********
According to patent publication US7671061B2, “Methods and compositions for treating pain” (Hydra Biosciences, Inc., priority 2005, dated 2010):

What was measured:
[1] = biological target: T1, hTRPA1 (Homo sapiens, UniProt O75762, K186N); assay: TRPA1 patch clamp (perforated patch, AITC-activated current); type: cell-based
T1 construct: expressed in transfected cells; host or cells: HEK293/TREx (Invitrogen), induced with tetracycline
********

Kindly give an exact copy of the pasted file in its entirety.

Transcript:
According to patent publication US7671061B2, “Methods and compositions for treating pain” (Hydra Biosciences, Inc., priority 2005, dated 2010):

What was measured:
[1] = biological target: T1, hTRPA1 (Homo sapiens, UniProt O75762, K186N); assay: TRPA1 patch clamp (perforated patch, AITC-activated current); type: cell-based
T1 construct: expressed in transfected cells; host or cells: HEK293/TREx (Invitrogen), induced with tetracycline